Despite throbbing feet, some blisters, and sore achilles tendons, Day 7 of our pilgrimage on the Camino de Santiago was exceptional! Our day started with some unexpected excitement when Fin was walking and eating a baguette for breakfast when a tooth fell out. A baguette connoisseur by now, Fin remarked “The baguette was actually delicious and perfectly soft on the inside, but the outside was a little tougher than I prefer them.” (I sure hope the tooth fairy doesn’t forget to visit tonight!)
After we crossed the Miño River and started up a hill, the sun came up and lit the forest and trail with a bright golden glow. Sunrise is my favorite time of day, and this was our first morning to have a clear sky and a notable sunrise. This made me so happy! Today’s hike was 15 miles, and we shared the trail with many pilgrims. About 4 miles in, at the top/end of a long uphill, the boys pulled to the side of the trail and sat on their backpacks for a KitKat break, while Jerry and I took a 400-meter roundtrip detour to check out the remains of the castromajor Romanesque church of Santa Maria, which was inhabited from the 4th century BCE until the start of the Roman occupation. After that quick exploration we walked through rolling farm fields, and several little villages until arriving at Palas de Rea, our destination for the night.
We are really getting our routine down by now. Have I mentioned lately how I love this current Camino lifestyle?!! Here’s how it goes: We start hiking around 6:45am. We always huddle and share a custom prayer at the start of each hike. Sometimes we add an additional exercise or intention for each of us to provide more purpose t the day’s hike. Then, after we’ve hiked 10 miles or so, the boys take on the leadership to find an albergue that serves soda pops for them, and sangrias and/or “vino tinto” for us, and fortunately, they are always successful in their hunt. 🙂 We then proceed to take a much-needed break with our loads off and our feet up while hydrating on these particular beverages. Then we walk again for some miles until we’re about 1-3 miles from our final destination for the day, at which we point we find a place that is making a serving delicious food, and we enjoy a hearty lunch. Depending on the mileage for the day, we usually arrive to our town or village between 1:30-2:30pm. The boys take their shoes and socks off and plunk down for a nap or some “Privs” (Netflix, games, etc.), and Jerry and I go find a sangria or some wine.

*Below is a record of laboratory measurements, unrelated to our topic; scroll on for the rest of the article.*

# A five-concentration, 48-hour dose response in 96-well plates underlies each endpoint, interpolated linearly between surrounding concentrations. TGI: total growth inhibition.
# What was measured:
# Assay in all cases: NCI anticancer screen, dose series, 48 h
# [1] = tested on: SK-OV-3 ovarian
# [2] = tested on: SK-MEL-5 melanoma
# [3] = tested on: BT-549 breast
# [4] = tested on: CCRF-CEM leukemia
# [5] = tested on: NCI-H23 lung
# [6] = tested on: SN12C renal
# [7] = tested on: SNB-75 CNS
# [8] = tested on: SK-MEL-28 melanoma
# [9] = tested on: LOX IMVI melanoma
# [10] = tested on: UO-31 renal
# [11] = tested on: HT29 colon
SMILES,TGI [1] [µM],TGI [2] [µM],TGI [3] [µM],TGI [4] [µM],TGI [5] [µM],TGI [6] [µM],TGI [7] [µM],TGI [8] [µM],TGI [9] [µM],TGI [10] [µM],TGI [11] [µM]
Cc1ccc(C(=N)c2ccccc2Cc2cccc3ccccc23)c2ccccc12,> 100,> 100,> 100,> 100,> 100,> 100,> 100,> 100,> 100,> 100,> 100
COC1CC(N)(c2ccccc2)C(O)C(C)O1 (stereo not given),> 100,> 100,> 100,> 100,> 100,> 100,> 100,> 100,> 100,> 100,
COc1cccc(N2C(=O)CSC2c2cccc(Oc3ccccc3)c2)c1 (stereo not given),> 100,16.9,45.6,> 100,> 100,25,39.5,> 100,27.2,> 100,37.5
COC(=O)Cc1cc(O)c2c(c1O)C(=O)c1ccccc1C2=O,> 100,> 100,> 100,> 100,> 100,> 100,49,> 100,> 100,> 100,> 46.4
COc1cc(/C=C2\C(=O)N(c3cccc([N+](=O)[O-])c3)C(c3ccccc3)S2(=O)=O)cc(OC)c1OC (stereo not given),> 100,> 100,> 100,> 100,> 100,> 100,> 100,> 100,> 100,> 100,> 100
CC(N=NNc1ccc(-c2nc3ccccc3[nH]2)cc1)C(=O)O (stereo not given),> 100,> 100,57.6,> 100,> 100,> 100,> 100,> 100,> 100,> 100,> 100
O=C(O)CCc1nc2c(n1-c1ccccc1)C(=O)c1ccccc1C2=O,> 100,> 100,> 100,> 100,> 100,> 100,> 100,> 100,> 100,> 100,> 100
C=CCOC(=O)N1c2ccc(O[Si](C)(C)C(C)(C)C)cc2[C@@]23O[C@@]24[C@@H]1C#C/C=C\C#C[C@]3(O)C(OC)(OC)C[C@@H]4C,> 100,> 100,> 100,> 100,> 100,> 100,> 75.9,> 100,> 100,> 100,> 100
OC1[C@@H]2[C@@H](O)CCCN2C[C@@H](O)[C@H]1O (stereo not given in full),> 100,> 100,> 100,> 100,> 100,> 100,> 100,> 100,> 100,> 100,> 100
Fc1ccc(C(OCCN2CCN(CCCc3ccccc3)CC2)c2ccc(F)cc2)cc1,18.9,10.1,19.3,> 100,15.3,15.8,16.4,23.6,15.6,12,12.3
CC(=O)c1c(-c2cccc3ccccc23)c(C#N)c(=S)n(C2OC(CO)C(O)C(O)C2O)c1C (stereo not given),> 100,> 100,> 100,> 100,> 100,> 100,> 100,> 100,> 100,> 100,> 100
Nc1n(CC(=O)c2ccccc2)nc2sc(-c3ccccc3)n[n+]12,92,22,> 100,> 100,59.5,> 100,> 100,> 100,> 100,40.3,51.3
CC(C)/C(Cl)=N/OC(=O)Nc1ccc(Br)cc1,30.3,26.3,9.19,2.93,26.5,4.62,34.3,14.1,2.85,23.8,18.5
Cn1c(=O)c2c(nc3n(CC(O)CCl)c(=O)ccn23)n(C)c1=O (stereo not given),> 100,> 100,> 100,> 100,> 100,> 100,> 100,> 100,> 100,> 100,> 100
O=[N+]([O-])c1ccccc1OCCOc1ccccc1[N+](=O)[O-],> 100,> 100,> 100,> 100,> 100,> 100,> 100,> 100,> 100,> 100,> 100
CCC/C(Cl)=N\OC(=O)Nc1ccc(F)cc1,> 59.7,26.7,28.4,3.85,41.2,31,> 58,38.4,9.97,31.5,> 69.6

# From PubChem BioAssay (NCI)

Siestas are for reals here in Spain, so most shops, etc., are closed from 3-5pm. We are totally in support of Siestas, so we do our part to honor the tradition after we’ve had our beverage. LOL. Eventually, everyone gets cleaned up and we set out for hopefully not many steps to find a hearty dinner. BTW, the “peregrino (pilgrim) menu” in most of these village restaurants include two super-sized courses, plus a dessert (usually tira misu, flan or “Santiago cake,” and a beverage, all for 8-9 euros/$10USD per person.) It’s crazy delicious, and a truckload of food, which is critical when you have three growing boys who are hiking many miles every day and can’t get enough food. Then, after dinner, we “waddle” back to our motel or flat, and we’re in bed by 10pm. Then, rinse and repeat.
Today I met two wonderful pilgrims with great stories. Anna Lou, 25, is originally from Mexico, but is a professor of public speaking at a college in Texas. She is walking the Camino to celebrate her 25th birthday. She said she is having a wonderful experience. She said her Dad did the Camino, on a bike, some years ago, and that inspired her to walk the Camino. She also shared that she read a Thesis that a man wrote that compared pilgrims of early times with pilgrims of modern times. She told me the difference between a crusade and a pilgrimage is that a crusade takes something or takes something back, and a pilgrimage offers something. She said everyone asks (myself included) what pilgrims are looking to gain from walking the Camino, and she’s been asking herself, instead, what can she offer the Camino? We had a great conversation about how kindness begets kindness, and I was so glad we got acquainted. We’re going to keep in touch, and I look forward to it. (I bet we’ll be celebrating in Santiago when she is, and I hope our paths cross again there this weekend.) I also met Celine, from Lebanon. Celine is 27, and was inspired to walk the Camino after reading The Pilgrimage, by Paulo Coelho. And, she added she is searching for herself. When I asked her if she’s found herself yet, she said, “I’m not sure.” We both agreed that transformation is so often occurs over time, and that changes and insights can be “unpacked” for weeks, months and even years after return from an experience like a pilgrimage. Celine and Anna Lou were walking together when I met them, and at first, I thought they were sisters. They both have been walking individually for weeks, but met each other three days ago and became fast friends.
We have 3 days of walking left. Our son, Hayden, unfortunately has two giant blisters on his heel. He is such a champ. He walks and never complains despite the pain his blisters are surely causing him. We are more proud of our sons than we can say. Walking day after day for 160 miles and several days was not their idea and would not have been their first pick. But they’re doing wonderfully and we’re having a meaningful time on this pilgrimage. Thank you for following along with us. We very much appreciate your thoughts and support!
Related blog posts:
VIDEOS FROM DAY 7: